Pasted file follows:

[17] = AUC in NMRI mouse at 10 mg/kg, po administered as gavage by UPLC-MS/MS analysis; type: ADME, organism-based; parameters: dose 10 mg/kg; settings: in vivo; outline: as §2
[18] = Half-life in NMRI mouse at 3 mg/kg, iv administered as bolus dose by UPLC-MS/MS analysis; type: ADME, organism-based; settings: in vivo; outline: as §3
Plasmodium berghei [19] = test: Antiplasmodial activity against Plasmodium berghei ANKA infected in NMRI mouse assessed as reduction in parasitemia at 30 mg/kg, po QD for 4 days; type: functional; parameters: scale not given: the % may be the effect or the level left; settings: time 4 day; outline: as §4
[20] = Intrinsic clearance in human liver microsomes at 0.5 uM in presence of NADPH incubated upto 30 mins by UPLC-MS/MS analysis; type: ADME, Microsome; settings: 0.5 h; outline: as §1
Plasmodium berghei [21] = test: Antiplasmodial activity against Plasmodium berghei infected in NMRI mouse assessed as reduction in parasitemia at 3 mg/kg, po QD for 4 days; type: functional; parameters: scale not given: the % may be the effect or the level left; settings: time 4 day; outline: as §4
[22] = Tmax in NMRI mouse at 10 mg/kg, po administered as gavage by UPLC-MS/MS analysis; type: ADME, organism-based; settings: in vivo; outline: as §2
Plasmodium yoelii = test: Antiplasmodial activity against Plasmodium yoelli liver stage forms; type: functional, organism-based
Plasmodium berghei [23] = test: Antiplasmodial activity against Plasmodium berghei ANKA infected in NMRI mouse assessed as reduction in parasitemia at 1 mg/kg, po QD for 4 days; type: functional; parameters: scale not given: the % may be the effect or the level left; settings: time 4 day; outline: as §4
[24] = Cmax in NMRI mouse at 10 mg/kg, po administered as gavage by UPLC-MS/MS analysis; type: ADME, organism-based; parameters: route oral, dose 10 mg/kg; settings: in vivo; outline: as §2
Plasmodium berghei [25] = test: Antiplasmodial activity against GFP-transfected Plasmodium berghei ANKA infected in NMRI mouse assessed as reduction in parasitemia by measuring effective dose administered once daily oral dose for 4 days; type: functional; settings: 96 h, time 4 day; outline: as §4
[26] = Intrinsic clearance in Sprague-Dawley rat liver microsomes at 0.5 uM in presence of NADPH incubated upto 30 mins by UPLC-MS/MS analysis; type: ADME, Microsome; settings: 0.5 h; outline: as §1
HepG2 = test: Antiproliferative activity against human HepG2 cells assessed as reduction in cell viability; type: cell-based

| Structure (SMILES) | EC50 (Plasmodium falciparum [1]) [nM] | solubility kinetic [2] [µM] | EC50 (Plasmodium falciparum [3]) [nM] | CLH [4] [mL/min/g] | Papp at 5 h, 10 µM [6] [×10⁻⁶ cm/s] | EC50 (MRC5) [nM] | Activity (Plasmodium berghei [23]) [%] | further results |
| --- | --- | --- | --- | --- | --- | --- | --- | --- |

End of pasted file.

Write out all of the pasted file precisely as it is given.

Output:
[17] = AUC in NMRI mouse at 10 mg/kg, po administered as gavage by UPLC-MS/MS analysis; type: ADME, organism-based; parameters: dose 10 mg/kg; settings: in vivo; outline: as §2
[18] = Half-life in NMRI mouse at 3 mg/kg, iv administered as bolus dose by UPLC-MS/MS analysis; type: ADME, organism-based; settings: in vivo; outline: as §3
Plasmodium berghei [19] = test: Antiplasmodial activity against Plasmodium berghei ANKA infected in NMRI mouse assessed as reduction in parasitemia at 30 mg/kg, po QD for 4 days; type: functional; parameters: scale not given: the % may be the effect or the level left; settings: time 4 day; outline: as §4
[20] = Intrinsic clearance in human liver microsomes at 0.5 uM in presence of NADPH incubated upto 30 mins by UPLC-MS/MS analysis; type: ADME, Microsome; settings: 0.5 h; outline: as §1
Plasmodium berghei [21] = test: Antiplasmodial activity against Plasmodium berghei infected in NMRI mouse assessed as reduction in parasitemia at 3 mg/kg, po QD for 4 days; type: functional; parameters: scale not given: the % may be the effect or the level left; settings: time 4 day; outline: as §4
[22] = Tmax in NMRI mouse at 10 mg/kg, po administered as gavage by UPLC-MS/MS analysis; type: ADME, organism-based; settings: in vivo; outline: as §2
Plasmodium yoelii = test: Antiplasmodial activity against Plasmodium yoelli liver stage forms; type: functional, organism-based
Plasmodium berghei [23] = test: Antiplasmodial activity against Plasmodium berghei ANKA infected in NMRI mouse assessed as reduction in parasitemia at 1 mg/kg, po QD for 4 days; type: functional; parameters: scale not given: the % may be the effect or the level left; settings: time 4 day; outline: as §4
[24] = Cmax in NMRI mouse at 10 mg/kg, po administered as gavage by UPLC-MS/MS analysis; type: ADME, organism-based; parameters: route oral, dose 10 mg/kg; settings: in vivo; outline: as §2
Plasmodium berghei [25] = test: Antiplasmodial activity against GFP-transfected Plasmodium berghei ANKA infected in NMRI mouse assessed as reduction in parasitemia by measuring effective dose administered once daily oral dose for 4 days; type: functional; settings: 96 h, time 4 day; outline: as §4
[26] = Intrinsic clearance in Sprague-Dawley rat liver microsomes at 0.5 uM in presence of NADPH incubated upto 30 mins by UPLC-MS/MS analysis; type: ADME, Microsome; settings: 0.5 h; outline: as §1
HepG2 = test: Antiproliferative activity against human HepG2 cells assessed as reduction in cell viability; type: cell-based

| Structure (SMILES) | EC50 (Plasmodium falciparum [1]) [nM] | solubility kinetic [2] [µM] | EC50 (Plasmodium falciparum [3]) [nM] | CLH [4] [mL/min/g] | Papp at 5 h, 10 µM [6] [×10⁻⁶ cm/s] | EC50 (MRC5) [nM] | Activity (Plasmodium berghei [23]) [%] | further results |
| --- | --- | --- | --- | --- | --- | --- | --- | --- |